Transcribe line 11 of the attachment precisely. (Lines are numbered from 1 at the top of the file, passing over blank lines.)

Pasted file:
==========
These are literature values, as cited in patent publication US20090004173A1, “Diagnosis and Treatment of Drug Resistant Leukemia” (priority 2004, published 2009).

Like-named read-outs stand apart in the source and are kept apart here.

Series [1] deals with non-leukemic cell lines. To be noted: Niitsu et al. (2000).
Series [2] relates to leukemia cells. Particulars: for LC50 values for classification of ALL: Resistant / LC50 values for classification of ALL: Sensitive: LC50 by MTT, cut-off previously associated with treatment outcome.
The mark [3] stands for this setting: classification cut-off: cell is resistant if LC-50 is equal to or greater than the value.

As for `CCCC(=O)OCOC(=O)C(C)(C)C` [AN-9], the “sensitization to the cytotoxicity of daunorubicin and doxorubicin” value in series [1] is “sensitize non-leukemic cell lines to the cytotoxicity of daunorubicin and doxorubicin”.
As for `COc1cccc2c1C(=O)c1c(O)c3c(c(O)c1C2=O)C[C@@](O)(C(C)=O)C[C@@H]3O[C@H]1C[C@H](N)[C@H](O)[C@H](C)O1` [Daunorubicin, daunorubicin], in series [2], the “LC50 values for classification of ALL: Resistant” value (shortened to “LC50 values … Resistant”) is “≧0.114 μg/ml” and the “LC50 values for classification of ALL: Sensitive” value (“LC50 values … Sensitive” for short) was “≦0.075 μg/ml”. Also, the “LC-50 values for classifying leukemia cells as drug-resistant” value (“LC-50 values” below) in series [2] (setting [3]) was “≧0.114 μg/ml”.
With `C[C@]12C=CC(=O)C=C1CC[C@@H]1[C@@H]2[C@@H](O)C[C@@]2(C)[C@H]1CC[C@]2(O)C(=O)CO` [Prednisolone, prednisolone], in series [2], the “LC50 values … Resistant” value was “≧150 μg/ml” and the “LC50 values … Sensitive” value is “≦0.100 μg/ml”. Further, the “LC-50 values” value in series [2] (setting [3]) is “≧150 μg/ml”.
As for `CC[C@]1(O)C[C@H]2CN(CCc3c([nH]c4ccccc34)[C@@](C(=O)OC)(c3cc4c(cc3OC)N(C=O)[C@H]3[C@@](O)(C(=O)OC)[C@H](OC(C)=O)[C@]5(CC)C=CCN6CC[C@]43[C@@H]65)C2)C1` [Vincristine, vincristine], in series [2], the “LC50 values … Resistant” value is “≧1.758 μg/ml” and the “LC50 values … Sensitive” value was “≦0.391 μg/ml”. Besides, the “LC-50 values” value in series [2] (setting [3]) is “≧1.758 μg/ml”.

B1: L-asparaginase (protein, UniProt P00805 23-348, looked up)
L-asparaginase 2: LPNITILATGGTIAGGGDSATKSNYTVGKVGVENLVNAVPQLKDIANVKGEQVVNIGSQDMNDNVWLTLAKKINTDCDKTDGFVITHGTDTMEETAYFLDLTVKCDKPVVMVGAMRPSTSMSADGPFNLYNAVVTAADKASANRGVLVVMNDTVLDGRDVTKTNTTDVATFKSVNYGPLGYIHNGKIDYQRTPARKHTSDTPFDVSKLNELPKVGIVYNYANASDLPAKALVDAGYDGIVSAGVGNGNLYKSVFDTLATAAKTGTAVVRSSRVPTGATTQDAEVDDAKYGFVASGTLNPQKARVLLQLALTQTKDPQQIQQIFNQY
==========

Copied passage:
L-asparaginase 2: LPNITILATGGTIAGGGDSATKSNYTVGKVGVENLVNAVPQLKDIANVKGEQVVNIGSQDMNDNVWLTLAKKINTDCDKTDGFVITHGTDTMEETAYFLDLTVKCDKPVVMVGAMRPSTSMSADGPFNLYNAVVTAADKASANRGVLVVMNDTVLDGRDVTKTNTTDVATFKSVNYGPLGYIHNGKIDYQRTPARKHTSDTPFDVSKLNELPKVGIVYNYANASDLPAKALVDAGYDGIVSAGVGNGNLYKSVFDTLATAAKTGTAVVRSSRVPTGATTQDAEVDDAKYGFVASGTLNPQKARVLLQLALTQTKDPQQIQQIFNQY